Humans have never been simple. Unlike the machines we build, humans are pulsing with fluids and symbionts, riddled with ancient evolutionary paths working in concert with an awesome neo-cortex. Let’s face it, computational models of cognition have never been fully adequate to the wetware within, or the biological environment without.
"If you want to find the secrets of the universe, think in terms of energy, frequency, and vibration."
“Cities are no more artificial than Bee-hives. The internet is as natural as a spider’s web. We ourselves are technological devices, invented by ancient bacterial communities as means of genetic survival — we are part of an intricate network that comes from the original takeover of the Earth. Our power and intelligence do not belong specifically to us, but to all life.”
— John Gray, Straw Dogs
I often think of the writer who said she wished she could feel about sex as she did about writing: That I’m the vehicle, the medium, the instrument of some force beyond myself.
Feeling is life; ego  is death. The wall is the illusion of ego, the deception of self-importance and separation which entombs the soul . One of the prime functions of the Mysteries is the dismantling of this wall, but you must be willing to do so, for you have freedom. If you are not willing, your progress becomes very slow, because of nature. And even if you are willing, it is not so easy, and there are natural limitations. For some individuals, it is almost impossible to drop that wall except by the tiniest of increments.
‘I’ is not a monad surrounded by objects. I is a world, a mechinic assemblage, a certain nexus [nouage]. To love is not to project a closed ego towards another ego, hoping to make a two-part unity. It is to assemble [agencer], to destabilize and map out new lines of escape [lignes de fuite].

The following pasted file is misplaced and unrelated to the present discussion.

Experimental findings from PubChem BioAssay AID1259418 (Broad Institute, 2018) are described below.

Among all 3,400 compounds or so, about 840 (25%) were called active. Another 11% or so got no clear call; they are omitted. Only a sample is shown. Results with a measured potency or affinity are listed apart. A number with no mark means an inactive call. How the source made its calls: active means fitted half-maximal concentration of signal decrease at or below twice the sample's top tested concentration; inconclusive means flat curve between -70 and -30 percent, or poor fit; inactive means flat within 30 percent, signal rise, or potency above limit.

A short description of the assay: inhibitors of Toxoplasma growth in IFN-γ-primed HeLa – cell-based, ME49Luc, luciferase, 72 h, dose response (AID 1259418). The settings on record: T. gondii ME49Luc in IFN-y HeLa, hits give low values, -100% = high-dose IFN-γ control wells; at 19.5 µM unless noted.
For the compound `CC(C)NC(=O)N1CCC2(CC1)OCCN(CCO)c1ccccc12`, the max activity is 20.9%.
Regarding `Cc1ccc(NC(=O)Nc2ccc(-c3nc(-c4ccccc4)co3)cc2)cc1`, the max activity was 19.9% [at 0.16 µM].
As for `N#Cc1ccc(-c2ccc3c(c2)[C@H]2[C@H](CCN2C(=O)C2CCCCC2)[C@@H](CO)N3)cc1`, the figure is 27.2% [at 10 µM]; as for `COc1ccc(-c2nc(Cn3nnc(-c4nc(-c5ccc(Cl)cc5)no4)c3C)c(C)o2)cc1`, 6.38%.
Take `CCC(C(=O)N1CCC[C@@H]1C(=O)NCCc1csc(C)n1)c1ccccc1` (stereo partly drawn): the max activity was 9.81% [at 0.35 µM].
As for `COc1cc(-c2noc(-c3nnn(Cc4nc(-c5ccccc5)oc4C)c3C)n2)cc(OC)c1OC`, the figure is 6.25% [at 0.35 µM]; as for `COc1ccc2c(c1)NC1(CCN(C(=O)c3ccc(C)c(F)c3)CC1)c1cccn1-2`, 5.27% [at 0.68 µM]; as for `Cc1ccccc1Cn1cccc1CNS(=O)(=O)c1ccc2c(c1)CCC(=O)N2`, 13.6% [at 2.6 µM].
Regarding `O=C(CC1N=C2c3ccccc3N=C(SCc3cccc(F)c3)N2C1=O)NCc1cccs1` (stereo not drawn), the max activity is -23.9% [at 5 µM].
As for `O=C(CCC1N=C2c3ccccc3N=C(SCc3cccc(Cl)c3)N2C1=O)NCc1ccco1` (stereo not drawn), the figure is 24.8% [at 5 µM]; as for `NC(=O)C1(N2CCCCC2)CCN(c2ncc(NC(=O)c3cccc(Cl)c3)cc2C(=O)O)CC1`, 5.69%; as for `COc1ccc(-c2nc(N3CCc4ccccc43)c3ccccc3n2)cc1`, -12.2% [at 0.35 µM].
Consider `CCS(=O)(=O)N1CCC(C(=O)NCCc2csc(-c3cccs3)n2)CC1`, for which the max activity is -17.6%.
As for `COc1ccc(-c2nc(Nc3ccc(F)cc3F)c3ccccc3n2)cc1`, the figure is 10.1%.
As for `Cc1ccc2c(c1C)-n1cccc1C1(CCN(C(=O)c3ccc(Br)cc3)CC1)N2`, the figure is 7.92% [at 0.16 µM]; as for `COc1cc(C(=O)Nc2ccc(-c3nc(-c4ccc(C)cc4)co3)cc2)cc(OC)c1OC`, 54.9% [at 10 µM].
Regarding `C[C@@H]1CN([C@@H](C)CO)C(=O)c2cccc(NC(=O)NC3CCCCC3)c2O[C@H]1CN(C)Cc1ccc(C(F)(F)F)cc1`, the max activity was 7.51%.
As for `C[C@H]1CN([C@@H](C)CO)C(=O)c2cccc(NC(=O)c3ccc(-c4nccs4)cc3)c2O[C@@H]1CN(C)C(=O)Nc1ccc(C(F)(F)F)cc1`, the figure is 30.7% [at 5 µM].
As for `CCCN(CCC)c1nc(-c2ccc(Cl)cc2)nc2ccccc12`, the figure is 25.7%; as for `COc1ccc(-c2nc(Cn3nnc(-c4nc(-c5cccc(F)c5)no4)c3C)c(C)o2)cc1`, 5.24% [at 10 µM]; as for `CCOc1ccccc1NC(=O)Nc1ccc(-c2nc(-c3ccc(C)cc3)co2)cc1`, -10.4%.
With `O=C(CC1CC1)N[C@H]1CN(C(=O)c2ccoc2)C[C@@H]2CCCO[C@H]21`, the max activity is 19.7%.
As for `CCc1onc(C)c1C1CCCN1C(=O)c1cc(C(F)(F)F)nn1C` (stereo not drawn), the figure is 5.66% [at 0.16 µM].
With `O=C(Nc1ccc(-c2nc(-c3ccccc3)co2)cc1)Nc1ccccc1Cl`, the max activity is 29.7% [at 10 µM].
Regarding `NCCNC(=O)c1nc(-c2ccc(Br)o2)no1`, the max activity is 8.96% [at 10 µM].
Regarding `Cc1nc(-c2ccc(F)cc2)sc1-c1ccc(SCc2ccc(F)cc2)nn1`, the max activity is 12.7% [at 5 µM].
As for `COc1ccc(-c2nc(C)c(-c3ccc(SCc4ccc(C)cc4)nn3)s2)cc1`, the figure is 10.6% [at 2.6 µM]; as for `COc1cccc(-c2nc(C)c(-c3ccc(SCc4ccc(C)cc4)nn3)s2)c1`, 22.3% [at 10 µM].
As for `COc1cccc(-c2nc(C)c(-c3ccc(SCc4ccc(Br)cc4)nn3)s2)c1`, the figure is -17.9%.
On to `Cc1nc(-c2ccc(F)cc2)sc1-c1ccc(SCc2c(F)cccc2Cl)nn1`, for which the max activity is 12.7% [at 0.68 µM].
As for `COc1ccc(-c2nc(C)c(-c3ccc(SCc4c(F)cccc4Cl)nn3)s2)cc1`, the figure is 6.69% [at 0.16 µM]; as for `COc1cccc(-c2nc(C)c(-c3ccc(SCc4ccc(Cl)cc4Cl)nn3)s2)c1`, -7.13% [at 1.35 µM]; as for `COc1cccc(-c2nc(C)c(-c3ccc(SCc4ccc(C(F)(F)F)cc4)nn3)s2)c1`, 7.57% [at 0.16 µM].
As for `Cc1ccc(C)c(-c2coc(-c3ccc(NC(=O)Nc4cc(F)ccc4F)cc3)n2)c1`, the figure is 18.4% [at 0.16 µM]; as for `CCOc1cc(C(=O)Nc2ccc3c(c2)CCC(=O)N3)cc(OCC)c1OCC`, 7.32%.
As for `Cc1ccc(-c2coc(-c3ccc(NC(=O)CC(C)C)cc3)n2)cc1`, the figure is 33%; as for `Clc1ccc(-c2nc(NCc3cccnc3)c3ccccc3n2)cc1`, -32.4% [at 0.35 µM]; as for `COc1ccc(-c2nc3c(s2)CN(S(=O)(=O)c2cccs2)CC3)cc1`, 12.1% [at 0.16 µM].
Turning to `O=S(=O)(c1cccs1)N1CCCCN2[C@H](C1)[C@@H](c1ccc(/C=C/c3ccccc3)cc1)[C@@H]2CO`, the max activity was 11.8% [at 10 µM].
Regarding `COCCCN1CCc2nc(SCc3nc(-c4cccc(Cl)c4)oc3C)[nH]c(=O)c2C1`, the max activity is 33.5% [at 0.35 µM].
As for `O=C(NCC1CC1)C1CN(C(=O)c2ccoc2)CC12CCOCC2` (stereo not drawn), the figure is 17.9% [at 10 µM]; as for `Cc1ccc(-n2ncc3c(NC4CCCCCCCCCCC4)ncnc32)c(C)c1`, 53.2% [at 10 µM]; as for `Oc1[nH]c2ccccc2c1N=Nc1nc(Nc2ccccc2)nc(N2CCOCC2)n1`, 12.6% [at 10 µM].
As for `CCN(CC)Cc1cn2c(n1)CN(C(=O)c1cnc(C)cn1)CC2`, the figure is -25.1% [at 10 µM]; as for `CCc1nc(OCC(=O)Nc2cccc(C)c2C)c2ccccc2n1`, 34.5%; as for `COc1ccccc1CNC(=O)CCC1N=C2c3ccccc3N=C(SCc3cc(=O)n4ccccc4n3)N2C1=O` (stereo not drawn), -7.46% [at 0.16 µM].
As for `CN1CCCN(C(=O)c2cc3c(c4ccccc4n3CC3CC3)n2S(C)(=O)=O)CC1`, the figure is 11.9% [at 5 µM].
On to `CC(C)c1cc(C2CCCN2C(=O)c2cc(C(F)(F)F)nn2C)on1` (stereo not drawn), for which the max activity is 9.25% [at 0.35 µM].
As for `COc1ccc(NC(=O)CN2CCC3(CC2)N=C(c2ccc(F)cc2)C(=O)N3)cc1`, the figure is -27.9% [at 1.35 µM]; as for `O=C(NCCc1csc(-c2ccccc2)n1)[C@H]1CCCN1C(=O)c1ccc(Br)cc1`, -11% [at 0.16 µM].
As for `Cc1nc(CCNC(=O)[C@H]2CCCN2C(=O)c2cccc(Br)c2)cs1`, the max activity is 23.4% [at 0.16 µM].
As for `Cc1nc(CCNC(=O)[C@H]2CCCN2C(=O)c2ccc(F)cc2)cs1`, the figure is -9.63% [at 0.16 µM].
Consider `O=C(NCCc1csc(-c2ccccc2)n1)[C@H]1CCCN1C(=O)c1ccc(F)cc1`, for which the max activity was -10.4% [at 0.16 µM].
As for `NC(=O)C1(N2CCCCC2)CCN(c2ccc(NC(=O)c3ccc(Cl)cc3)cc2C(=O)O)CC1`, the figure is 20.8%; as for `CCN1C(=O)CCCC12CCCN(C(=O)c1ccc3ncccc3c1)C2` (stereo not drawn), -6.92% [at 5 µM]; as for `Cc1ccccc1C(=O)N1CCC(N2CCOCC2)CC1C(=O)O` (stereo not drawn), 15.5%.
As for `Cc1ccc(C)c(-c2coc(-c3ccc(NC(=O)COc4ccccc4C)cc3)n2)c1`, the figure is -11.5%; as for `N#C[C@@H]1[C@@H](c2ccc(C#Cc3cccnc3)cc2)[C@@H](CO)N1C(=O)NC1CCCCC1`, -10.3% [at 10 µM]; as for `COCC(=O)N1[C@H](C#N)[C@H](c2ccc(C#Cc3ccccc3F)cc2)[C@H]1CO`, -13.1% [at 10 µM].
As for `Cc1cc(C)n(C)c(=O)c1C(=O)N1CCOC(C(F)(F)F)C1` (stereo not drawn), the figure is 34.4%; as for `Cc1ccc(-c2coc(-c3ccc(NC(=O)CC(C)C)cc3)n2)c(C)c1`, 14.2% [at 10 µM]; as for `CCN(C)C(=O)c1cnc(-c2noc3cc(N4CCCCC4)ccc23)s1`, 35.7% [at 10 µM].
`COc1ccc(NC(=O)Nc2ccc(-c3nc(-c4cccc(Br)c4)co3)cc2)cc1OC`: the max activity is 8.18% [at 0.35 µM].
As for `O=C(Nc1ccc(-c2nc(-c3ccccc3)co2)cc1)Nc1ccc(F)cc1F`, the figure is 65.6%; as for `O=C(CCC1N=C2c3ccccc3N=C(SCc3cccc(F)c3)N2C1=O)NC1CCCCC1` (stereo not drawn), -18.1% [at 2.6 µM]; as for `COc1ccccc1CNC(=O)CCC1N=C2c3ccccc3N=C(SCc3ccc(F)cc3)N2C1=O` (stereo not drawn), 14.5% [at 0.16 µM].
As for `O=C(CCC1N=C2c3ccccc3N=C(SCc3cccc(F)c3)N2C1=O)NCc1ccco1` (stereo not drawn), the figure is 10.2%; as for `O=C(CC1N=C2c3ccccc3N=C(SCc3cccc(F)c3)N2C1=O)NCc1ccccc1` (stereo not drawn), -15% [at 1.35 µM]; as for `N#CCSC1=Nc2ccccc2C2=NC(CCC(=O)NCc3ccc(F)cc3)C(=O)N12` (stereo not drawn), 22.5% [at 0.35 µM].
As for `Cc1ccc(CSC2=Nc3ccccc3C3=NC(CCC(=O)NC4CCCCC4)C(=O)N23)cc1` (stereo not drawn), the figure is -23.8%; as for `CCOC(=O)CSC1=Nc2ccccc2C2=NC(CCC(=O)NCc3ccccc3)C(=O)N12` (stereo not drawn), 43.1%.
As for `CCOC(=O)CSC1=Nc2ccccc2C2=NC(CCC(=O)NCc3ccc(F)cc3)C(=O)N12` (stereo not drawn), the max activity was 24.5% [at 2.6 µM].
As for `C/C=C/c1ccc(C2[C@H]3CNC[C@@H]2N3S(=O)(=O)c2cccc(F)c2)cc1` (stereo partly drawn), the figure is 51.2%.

People you love become part of you — not just metaphorically, but physically. You absorb people into your internal model of the world. Your brain refashions itself around the expectation of their presence. After the breakup with a lover, the death of a friend, or the loss of a parent, the sudden absence represents a major departure from homeostasis. As Kahlil Gibran put it in The Prophet, “And ever has it been that love knows not its own depth until the hour of separation.”
In this way, your brain is like the negative image of everyone you’ve come in contact with. Your lovers, friends, and parents fill in their expected shapes. Just like feeling the waves after you’ve departed the boat, or craving the drug when it’s absent, so your brain calls for the people in your life to be there. When someone moves away, rejects you, or dies, your brain struggles with its thwarted expectations. Slowly, through time, it has to readjust to a world without that person.